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bearing along so many gallant hearts, so many wrecks of humanity; —the many homes and households, each a little world in itself, revolving round its fireside, as a central sun; all forms of human joy and suffering, brought into that narrow compass;—and to be in this, and to be a part of this, acting', thinking', rejoicing', sorrowing', with his fellow-men,-such, such should be the poet's life
3. If he would describe the world he should live in the world. The mind of the scholar, if you would have it large and liberal, should come in contact with other minds. It is better that his armor should be somewhat bruised by rude encounters even', than hang forever rusting on the wall. Nor will his themes be few or trivial, because apparently shut in between the walls of houses, and having merely the decorations of street-scenery. A ruined character is as picturesque as a ruined castle.
4. There are dark abysses and yawning gulfs in the human heart, which can be rendered passable only by bridging them over with iron nerves and sinews, as Challey bridged the Sarine in Switzerland, and Telford the sea between Anglesea and England, with chain bridges. These are the great themes of human thought'; not green grasa', and flowers', and moonlight'. Besides, the mere external forms of nature we make our own, and carry with us everywhere, by the power of memory.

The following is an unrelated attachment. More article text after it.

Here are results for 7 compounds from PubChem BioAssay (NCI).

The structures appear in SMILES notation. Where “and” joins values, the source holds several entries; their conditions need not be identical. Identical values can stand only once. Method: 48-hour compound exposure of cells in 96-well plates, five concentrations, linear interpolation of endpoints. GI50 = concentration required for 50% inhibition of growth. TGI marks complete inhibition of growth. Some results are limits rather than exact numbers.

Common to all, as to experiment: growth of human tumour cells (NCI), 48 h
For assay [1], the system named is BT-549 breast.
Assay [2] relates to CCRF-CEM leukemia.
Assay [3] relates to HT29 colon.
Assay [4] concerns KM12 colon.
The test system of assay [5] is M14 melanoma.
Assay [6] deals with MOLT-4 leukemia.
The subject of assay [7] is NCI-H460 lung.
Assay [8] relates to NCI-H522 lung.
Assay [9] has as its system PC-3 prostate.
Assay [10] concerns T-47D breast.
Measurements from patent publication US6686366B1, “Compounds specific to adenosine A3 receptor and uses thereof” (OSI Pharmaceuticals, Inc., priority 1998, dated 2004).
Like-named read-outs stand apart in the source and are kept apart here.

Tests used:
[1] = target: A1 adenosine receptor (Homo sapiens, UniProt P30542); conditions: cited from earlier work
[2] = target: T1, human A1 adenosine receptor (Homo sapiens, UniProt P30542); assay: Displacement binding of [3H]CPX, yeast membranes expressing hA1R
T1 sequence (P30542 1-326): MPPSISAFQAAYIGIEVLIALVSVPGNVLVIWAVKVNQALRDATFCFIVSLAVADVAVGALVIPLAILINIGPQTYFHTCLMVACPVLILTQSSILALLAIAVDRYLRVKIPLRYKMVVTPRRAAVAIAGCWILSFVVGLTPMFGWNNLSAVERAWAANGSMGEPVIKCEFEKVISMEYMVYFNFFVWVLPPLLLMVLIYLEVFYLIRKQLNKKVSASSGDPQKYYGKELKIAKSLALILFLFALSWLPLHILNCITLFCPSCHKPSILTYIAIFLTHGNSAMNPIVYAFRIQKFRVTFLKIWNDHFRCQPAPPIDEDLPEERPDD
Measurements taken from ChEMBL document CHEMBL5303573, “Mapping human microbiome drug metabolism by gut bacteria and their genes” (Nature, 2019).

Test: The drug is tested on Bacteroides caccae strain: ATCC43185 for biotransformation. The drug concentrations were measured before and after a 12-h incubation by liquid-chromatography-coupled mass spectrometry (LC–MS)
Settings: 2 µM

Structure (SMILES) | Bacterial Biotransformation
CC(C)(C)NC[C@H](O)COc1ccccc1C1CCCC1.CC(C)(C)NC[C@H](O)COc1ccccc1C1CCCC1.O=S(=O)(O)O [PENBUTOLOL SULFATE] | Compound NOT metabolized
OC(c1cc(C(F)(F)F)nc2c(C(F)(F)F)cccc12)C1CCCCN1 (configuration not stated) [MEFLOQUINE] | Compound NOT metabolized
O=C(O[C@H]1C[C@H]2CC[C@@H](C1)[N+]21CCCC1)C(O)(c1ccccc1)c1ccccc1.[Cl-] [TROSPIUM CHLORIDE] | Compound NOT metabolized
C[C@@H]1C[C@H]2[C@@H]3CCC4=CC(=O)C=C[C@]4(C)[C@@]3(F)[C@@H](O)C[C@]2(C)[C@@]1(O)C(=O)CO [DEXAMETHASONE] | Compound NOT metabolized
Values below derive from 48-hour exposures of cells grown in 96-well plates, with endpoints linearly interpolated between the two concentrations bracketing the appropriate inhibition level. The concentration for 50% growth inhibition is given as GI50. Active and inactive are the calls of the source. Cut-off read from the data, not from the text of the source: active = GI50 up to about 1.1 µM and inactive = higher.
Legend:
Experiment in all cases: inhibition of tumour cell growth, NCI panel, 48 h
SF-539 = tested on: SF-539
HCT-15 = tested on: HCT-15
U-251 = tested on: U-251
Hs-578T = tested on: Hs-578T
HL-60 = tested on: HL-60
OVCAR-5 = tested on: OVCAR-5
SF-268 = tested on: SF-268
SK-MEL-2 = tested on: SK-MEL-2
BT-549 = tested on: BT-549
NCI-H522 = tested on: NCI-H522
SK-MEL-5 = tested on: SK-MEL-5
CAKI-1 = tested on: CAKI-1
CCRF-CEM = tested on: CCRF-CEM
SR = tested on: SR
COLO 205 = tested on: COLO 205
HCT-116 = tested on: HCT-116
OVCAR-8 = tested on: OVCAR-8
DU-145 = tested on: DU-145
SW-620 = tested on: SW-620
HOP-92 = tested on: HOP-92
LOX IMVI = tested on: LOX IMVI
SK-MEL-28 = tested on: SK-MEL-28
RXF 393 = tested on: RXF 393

HYMN BEFORE SUNRISE IN THE VALE OF CHAMOUNY
BY SAMUEL T. COLERIDGE.
SAMUEL TAYLOR COLERIDGE was born October 20, 1772, in Devonshire, England. In scholarship he surpassed nearly all men of his age, and in conversation he was universally acknowledged to be unequaled. He wrote several prose works, which are distinguished for purity of diction, profound thought, and sound Christian morality. His poems contain some of the most beautiful productions in our language. He died July 25, 1834. CHAMOUNY, (sha mo ne',) a valley in the Alps, celebrated for its pictu.
resque sites, and the wild grandeur of its mountains and glaciers. ARVE (ar/va) and ARVEIRON, (ar va rong',) small rivers which hav
their sources in the foot of Mont Blanc.
1. Hast thou a charm to stay the morning star
In his steep course? So long he seems to pause,
The Arve and Arveiron at thy base
I worship'd the Invisible alone.
So sweet, we know not we are listening to it,
As in her natural form, swell’d vast to heaven!
Thou owest! not alone these swelling tears,
Green vales and icy cliffs', all join my hymn'.
Oh, struggling with the darkness all the night,
Who made thee Parent of perpetual streams'?
Who call'd you forth from night and utter death,
Unceasing thunder', and eternal foam ?
Here let the billows stiffen, and have rest?